Posted by Rachel Cooper
“Does philosophy of psychiatry need metaphysics?” was a conference held in Lancaster in June 2016 (with sponsorship from the British Society for the Philosophy of Science, and Lancaster University). It’s taken a while, but podcasts of the talks have now been edited and are available below. In some cases the introductions to the talks are quite hard to hear on the podcasts – but keep listening because the talks themselves are fine.
I organized the conference because it seemed to me that philosophers of psychiatry spend a lot of time writing and arguing about metaphysics. Many recent books in the philosophy of psychiatry have presupposed some metaphysical framework or other. Peter Zachar’s important book, A Metaphysics for Psychopathology (2014), explicitly sets out to develop a metaphysical framework, and argues for a pragmatist approach. Tim Thornton’s Essential Philosophy of Psychiatry (2007) adopts a McDowellian view. My Classifying Madness (2005) assumed a scientific realism. In Mind, Meaning and Mental Disorder (1996) Jonathan Hill and Derek Bolton argue from a Wittgensteinian perspective. In all of these works, discussions of metaphysics play a key role.
Although philosophers of psychiatry have spent a lot of time disagreeing on questions of basic metaphysics, it wasn’t clear to me how much useful work the metaphysical discussions were really doing. The conference brought together Derek Bolton, Tim Thornton, Peter Zachar and me. Each of us considered whether our key claims about psychiatry and mental disorder could have been made without making use of the controversial metaphysical assumptions that we in fact employed in our books. John O’Neill also gave a commentary.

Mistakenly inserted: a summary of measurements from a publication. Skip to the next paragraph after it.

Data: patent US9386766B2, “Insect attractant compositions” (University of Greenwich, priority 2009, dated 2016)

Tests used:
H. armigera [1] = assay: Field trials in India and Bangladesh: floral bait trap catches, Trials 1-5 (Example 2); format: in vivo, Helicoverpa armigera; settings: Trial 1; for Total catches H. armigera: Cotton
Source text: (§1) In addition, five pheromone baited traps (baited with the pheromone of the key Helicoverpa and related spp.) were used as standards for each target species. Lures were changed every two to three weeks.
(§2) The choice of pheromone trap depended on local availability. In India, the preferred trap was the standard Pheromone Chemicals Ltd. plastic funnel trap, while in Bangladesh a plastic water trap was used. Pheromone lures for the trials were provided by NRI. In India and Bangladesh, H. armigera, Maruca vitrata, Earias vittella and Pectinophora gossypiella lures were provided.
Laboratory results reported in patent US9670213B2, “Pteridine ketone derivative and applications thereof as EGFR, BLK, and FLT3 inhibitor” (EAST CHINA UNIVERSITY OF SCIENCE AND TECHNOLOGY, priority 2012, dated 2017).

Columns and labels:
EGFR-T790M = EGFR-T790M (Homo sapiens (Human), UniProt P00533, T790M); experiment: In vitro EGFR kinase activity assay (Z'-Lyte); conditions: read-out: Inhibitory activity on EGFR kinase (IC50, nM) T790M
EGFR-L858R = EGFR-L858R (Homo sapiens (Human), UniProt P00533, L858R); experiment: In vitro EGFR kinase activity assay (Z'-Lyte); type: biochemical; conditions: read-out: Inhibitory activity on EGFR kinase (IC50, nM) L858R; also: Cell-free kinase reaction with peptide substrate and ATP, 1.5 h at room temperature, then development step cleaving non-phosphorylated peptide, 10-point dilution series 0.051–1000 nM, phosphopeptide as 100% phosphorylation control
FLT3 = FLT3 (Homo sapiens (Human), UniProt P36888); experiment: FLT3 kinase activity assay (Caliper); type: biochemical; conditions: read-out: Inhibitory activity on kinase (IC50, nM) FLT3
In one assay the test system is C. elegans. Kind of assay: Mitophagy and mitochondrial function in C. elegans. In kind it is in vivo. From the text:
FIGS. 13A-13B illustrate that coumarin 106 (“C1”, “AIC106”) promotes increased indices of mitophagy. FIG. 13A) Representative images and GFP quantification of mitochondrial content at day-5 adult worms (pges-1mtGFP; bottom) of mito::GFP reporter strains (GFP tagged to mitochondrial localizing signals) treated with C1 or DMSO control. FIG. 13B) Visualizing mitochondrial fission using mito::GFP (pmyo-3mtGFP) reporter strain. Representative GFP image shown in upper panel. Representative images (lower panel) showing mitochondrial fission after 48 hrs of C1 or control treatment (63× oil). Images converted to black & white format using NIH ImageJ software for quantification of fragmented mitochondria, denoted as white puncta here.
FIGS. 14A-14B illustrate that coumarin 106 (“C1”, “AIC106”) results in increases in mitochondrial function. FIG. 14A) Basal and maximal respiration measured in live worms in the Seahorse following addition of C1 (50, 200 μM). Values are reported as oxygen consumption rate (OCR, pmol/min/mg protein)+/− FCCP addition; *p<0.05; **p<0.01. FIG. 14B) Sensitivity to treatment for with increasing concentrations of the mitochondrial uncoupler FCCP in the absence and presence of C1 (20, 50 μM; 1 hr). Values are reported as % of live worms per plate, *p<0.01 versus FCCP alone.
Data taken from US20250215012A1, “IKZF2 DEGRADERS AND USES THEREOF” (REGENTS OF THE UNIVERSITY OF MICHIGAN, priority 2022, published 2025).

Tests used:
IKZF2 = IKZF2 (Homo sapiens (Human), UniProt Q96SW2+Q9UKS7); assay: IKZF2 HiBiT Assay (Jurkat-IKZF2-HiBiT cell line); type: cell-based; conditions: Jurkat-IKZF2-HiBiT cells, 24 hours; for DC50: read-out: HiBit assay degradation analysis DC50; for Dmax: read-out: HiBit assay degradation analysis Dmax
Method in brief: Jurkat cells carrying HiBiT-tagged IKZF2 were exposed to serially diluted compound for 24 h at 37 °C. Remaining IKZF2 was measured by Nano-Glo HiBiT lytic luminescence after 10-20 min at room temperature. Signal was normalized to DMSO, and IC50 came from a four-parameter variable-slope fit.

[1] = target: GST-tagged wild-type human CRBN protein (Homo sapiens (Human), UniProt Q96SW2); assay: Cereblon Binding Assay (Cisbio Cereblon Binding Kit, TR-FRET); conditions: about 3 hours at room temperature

You can get the podcasts here:
Peter Zachar (University of Auburn at Montgomery) ‘Empiricism, pragmatist metaphysics and the philosophy of psychiatry’
Rachel Cooper (University of Lancaster) ‘Classification: Realism versus pragmatism’
Derek Bolton (Kings College London & Institute for Psychiatry) ‘Localising metaphysics: continuities with science and culture’
Tim Thornton (University of Central Lancashire) ‘The manifest metaphysics of Essential Philosophy of Psychiatry’
The 2017 volume of the Bulletin of the Association for the Advancement of Philosophy and Psychiatry may also be of interest. It’s devoted to discussion of Peter Zachar’s book, and includes commentaries by me and Tim Thornton (my commentary is a written version of my conference talk).